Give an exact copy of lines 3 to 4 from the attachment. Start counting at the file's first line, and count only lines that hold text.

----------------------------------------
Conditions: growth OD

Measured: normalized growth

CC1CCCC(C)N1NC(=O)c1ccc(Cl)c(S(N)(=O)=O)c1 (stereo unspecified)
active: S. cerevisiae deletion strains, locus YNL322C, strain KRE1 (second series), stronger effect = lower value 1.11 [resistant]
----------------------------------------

CC1CCCC(C)N1NC(=O)c1ccc(Cl)c(S(N)(=O)=O)c1 (stereo unspecified)
active: S. cerevisiae deletion strains, locus YNL322C, strain KRE1 (second series), stronger effect = lower value 1.11 [resistant]